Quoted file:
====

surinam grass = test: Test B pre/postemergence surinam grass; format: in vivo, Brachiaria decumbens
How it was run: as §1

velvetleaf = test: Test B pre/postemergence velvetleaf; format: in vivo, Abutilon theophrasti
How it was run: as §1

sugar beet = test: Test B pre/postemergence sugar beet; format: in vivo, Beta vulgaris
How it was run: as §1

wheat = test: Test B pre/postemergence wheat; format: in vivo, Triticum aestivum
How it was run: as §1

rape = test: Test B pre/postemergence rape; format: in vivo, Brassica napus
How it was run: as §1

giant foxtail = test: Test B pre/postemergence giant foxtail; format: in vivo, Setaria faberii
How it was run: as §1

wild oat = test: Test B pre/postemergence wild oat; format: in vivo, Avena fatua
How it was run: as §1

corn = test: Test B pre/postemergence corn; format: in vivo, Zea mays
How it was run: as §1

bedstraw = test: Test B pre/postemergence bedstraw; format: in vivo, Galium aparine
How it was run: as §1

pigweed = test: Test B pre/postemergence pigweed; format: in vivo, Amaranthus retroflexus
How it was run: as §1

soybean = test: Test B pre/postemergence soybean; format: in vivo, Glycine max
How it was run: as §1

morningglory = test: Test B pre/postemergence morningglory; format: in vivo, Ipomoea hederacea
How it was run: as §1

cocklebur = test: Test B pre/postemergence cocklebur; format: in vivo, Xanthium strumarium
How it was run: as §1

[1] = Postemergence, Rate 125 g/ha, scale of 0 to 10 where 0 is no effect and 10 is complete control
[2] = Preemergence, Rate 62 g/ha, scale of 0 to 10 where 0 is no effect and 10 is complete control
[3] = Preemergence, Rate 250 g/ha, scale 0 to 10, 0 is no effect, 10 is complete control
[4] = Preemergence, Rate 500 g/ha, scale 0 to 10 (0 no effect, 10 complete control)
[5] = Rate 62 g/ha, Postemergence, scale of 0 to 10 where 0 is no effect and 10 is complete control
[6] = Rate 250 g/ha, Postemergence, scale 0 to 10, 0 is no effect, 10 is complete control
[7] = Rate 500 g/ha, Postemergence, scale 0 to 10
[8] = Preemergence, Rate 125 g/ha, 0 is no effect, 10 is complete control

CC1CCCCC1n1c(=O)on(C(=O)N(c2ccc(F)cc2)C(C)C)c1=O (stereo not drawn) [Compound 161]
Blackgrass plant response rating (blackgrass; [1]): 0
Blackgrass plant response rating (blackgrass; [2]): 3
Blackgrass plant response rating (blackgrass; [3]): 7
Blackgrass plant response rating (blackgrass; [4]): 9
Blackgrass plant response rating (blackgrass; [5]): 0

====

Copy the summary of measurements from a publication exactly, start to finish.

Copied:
surinam grass = test: Test B pre/postemergence surinam grass; format: in vivo, Brachiaria decumbens
How it was run: as §1

velvetleaf = test: Test B pre/postemergence velvetleaf; format: in vivo, Abutilon theophrasti
How it was run: as §1

sugar beet = test: Test B pre/postemergence sugar beet; format: in vivo, Beta vulgaris
How it was run: as §1

wheat = test: Test B pre/postemergence wheat; format: in vivo, Triticum aestivum
How it was run: as §1

rape = test: Test B pre/postemergence rape; format: in vivo, Brassica napus
How it was run: as §1

giant foxtail = test: Test B pre/postemergence giant foxtail; format: in vivo, Setaria faberii
How it was run: as §1

wild oat = test: Test B pre/postemergence wild oat; format: in vivo, Avena fatua
How it was run: as §1

corn = test: Test B pre/postemergence corn; format: in vivo, Zea mays
How it was run: as §1

bedstraw = test: Test B pre/postemergence bedstraw; format: in vivo, Galium aparine
How it was run: as §1

pigweed = test: Test B pre/postemergence pigweed; format: in vivo, Amaranthus retroflexus
How it was run: as §1

soybean = test: Test B pre/postemergence soybean; format: in vivo, Glycine max
How it was run: as §1

morningglory = test: Test B pre/postemergence morningglory; format: in vivo, Ipomoea hederacea
How it was run: as §1

cocklebur = test: Test B pre/postemergence cocklebur; format: in vivo, Xanthium strumarium
How it was run: as §1

[1] = Postemergence, Rate 125 g/ha, scale of 0 to 10 where 0 is no effect and 10 is complete control
[2] = Preemergence, Rate 62 g/ha, scale of 0 to 10 where 0 is no effect and 10 is complete control
[3] = Preemergence, Rate 250 g/ha, scale 0 to 10, 0 is no effect, 10 is complete control
[4] = Preemergence, Rate 500 g/ha, scale 0 to 10 (0 no effect, 10 complete control)
[5] = Rate 62 g/ha, Postemergence, scale of 0 to 10 where 0 is no effect and 10 is complete control
[6] = Rate 250 g/ha, Postemergence, scale 0 to 10, 0 is no effect, 10 is complete control
[7] = Rate 500 g/ha, Postemergence, scale 0 to 10
[8] = Preemergence, Rate 125 g/ha, 0 is no effect, 10 is complete control

CC1CCCCC1n1c(=O)on(C(=O)N(c2ccc(F)cc2)C(C)C)c1=O (stereo not drawn) [Compound 161]
Blackgrass plant response rating (blackgrass; [1]): 0
Blackgrass plant response rating (blackgrass; [2]): 3
Blackgrass plant response rating (blackgrass; [3]): 7
Blackgrass plant response rating (blackgrass; [4]): 9
Blackgrass plant response rating (blackgrass; [5]): 0